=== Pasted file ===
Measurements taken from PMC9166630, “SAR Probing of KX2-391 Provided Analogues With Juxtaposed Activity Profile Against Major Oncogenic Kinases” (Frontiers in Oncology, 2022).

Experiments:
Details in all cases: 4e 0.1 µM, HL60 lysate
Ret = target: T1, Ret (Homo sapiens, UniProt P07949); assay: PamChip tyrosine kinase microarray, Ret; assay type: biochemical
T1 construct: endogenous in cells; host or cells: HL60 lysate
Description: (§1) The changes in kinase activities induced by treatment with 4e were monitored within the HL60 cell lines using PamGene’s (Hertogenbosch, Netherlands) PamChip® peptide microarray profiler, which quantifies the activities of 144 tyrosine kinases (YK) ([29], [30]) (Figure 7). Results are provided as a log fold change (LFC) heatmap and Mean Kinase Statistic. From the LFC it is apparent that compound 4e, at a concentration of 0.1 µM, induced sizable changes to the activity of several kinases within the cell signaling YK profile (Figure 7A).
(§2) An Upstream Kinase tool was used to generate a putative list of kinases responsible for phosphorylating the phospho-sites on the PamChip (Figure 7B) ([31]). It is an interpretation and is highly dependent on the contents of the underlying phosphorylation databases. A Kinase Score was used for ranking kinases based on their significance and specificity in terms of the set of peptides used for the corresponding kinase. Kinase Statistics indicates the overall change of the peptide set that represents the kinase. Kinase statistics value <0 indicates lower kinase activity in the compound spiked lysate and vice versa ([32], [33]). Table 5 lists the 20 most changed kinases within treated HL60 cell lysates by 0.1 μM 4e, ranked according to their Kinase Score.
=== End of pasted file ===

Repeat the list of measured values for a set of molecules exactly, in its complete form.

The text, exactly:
Measurements taken from PMC9166630, “SAR Probing of KX2-391 Provided Analogues With Juxtaposed Activity Profile Against Major Oncogenic Kinases” (Frontiers in Oncology, 2022).

Experiments:
Details in all cases: 4e 0.1 µM, HL60 lysate
Ret = target: T1, Ret (Homo sapiens, UniProt P07949); assay: PamChip tyrosine kinase microarray, Ret; assay type: biochemical
T1 construct: endogenous in cells; host or cells: HL60 lysate
Description: (§1) The changes in kinase activities induced by treatment with 4e were monitored within the HL60 cell lines using PamGene’s (Hertogenbosch, Netherlands) PamChip® peptide microarray profiler, which quantifies the activities of 144 tyrosine kinases (YK) ([29], [30]) (Figure 7). Results are provided as a log fold change (LFC) heatmap and Mean Kinase Statistic. From the LFC it is apparent that compound 4e, at a concentration of 0.1 µM, induced sizable changes to the activity of several kinases within the cell signaling YK profile (Figure 7A).
(§2) An Upstream Kinase tool was used to generate a putative list of kinases responsible for phosphorylating the phospho-sites on the PamChip (Figure 7B) ([31]). It is an interpretation and is highly dependent on the contents of the underlying phosphorylation databases. A Kinase Score was used for ranking kinases based on their significance and specificity in terms of the set of peptides used for the corresponding kinase. Kinase Statistics indicates the overall change of the peptide set that represents the kinase. Kinase statistics value <0 indicates lower kinase activity in the compound spiked lysate and vice versa ([32], [33]). Table 5 lists the 20 most changed kinases within treated HL60 cell lysates by 0.1 μM 4e, ranked according to their Kinase Score.